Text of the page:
There are no lines clear of any genetic diseases that affect the
Newfoundland breed and there is no guarantee that obtaining a puppy from
clear parents will provide you with a sound disease free puppy. Breeding
cleared stock decreases the chances of hereditary disease, but again does
not guarantee disease free puppies.
Hip dysplasia is a developmental disease of the hip joint whereas the femur
head moves in the socket and wears down the bone surfaces.
Hip dysplasia can be affecting only one hip or both hips. Hip Dysplasia can
vary in severity from a mild/borderline case to a complete subluxation of
the ball and socket. Hip Dysplasia is influenced by genetics and
environmental and nutritional factors.
Treatment of hip dysplasia varies with how severe the condition is. For
elderly and hip dysplastic dogs glucosamine supplements can be added to
diet. Sometimes even pain killers must be given to the dog, depending on how
severe the case is. Hip Dysplasia can be operated, but it will renew.
Containing various links to
health articles, including hip dysplasia, nutrition and radiography, etc.
Animated differences in normal and dysplasic gait
The Importance of good positioning
on canine hip X-rays
If you are
interested in more detailed sites on hip grading, visit:
Hip dysplasia in South
Hip rating comparisons
between different countries
Orthopedic Foundation For
Animals: Hip Grades
is a general term that is used to describe a developmental degenerative
disease of the elbow joint.
Treatment of osteochondritis of the elbow varies with what distinct
abnormalities are present.
Dogs with clinical ED typically develop foreleg lameness between the ages of
5 and 12 months of age, however, in some cases the lameness may not be
apparent until as late as 5-7 years of age. The lameness may be variable
Dogs may demonstrate soreness after rest, improve slightly with activity,
but then worsen with increased activity. Jumping and sharp fast turns
usually exaggerate the lameness. Pain can be elicited by overextending the
elbow, and there may be a slight to moderate swelling noticeable when
carefully feeling the elbow joint.
The congenital heart defect known as aortic stenosis consists of a narrowed,
malformed aortic valve. This is the valve that leads from the main pumping
chamber of the heart to the main artery to the body. In aortic stenosis,
there is narrowing and partial blockage of blood flow from the heart to the
body. The blockage may involve thicked, abnormal valve flaps or webs of
tissue just above the valve or just below the valve, within the ventricle.
Subvalvular Aortic Stenosis (SAS) is a congenital heart problem that can
occur in any breed. Even breeding stock that has been cleared for SAS can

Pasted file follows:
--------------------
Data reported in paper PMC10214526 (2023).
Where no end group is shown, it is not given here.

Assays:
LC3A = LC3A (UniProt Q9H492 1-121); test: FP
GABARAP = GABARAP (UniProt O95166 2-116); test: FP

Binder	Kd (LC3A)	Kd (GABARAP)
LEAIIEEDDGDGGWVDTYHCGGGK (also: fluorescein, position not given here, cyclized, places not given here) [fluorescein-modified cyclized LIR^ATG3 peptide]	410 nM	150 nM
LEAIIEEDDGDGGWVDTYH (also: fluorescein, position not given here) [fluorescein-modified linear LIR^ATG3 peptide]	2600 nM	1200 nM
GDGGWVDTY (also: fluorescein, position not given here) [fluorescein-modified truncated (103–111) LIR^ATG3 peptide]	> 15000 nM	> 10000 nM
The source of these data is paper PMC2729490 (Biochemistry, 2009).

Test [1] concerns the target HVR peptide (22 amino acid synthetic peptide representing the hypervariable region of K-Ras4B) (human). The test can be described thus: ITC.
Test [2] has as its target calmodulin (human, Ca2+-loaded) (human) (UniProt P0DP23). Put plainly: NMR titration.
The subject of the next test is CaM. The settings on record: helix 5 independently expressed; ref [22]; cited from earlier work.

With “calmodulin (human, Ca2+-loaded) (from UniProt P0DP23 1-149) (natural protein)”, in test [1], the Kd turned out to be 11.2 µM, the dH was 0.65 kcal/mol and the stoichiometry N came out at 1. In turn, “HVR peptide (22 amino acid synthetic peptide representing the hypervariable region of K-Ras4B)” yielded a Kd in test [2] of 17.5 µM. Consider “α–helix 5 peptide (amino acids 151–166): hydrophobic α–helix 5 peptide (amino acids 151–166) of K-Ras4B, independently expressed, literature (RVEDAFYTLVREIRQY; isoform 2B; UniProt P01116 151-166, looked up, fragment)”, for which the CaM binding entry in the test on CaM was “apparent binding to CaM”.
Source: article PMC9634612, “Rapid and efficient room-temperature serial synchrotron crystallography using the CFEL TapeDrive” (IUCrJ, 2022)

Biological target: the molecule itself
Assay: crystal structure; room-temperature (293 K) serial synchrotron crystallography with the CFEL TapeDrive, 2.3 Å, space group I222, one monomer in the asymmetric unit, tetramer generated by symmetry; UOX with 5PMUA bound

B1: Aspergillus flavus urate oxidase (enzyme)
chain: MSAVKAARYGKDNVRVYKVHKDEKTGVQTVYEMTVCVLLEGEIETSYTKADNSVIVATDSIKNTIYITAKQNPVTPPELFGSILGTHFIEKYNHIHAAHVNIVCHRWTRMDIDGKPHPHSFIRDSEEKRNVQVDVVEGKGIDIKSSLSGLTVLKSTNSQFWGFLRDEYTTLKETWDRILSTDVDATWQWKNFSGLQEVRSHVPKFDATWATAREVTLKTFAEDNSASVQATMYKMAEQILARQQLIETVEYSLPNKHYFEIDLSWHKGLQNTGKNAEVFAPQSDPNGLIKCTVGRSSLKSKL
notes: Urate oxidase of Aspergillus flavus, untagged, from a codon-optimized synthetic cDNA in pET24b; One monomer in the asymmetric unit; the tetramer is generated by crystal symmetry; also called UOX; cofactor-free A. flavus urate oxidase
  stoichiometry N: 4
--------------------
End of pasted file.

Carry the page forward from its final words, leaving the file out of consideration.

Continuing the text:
still produce it. SAS is a defect in the heart valve that will ultimately be
fatal to the affected dog. No outward abnormalities are evident in a dog
affected with SAS. Through auscultation with an extremely sensitive
stethoscope and using ultrasound, a veterinarian specializing in cardiology
can evaluate the heart function in dogs of any age. SAS is not present in
puppies at birth and is a complicated defect that develops primarily during
the first six months but up to a year.
In dogs with cystinuria, the kidney transporter for cystine, an amino acid,
is defective. In acid urine, cystine precipitates to create crystals, which
may further precipitate to form stones in the kidney and bladder. Cystinuric
dogs often show signs of a recurrent urinary tract disorder. Because male
dogs have a narrower urethra than female dogs, male dogs are more likely to
become completely blocked. Without appropriate and immediate care can lead
Other health conditions to be aware of are inherited eye diseases, including
cataracts and Progressive Retinal Atrophy (PRA). While cataracts may
sometimes be corrected by surgery, PRA is not treatable and may cause
blindness by 4 to 5 years of age as PRA can actually disintegrate the
retina. Neither of these diseases is detectable in a young puppy.
Entropion, Ectropion, and Cherry Eye are conditions that also effect the
health of a Newf's eye.
is the turning in of the eyelid, allowing the eyelashes to rub on the
cornea and can cause complications. The direct cause of this is
complicated, but is primarily due to the massive size of the Newfs head
which commonly has larger eye sockets. It is common to find the lower
eyelid "hitting" the lower part of the eye ball instead of gently rolling
up and over to the middle of the eye to meet the upper eyelid with each
blink or squint. This condition can be operated.
is an outward turning of the lower eyelid. Typically a dog that has a
massive head, will also have extra skin that can accommodate their
growing skulls. These dogs will often have more elasticity also which
allows their skin to stretch over the head. These issues can lead to
ectropion, which leaves the eye exposed to irritation and/or infection.
Surgery can be performed to correct it.
is a mass of red tissue at the corner of the eye of the third eyelid. It
usually occurs in younger growing puppies/dogs, affecting one eye first,
but then typically the second within a few weeks. Surgical removal of the
entire gland is required.
Hypothyroidism, or low thyroid levels, is caused by an underactive thyroid
gland. Testing for hypothyroidism is available.
Acute Gastric Dilation/Torsion, better known as bloat, is a condition when
the stomach suddenly becomes distended with gas and/or fluids.
In severe cases, twisting may occur and cause death. This condition occurs
more commonly in larger breeds with deep bodies. Some suggestions
to help avoid this condition:
-Raise your dogs food bows off the ground
-Feed smaller more frequent meals
-Never exercise your dog before or after meals
Some Newfoundlands have allergies such as food- and pollen allergies. Some
Newfoundlands are prone to skin problems such as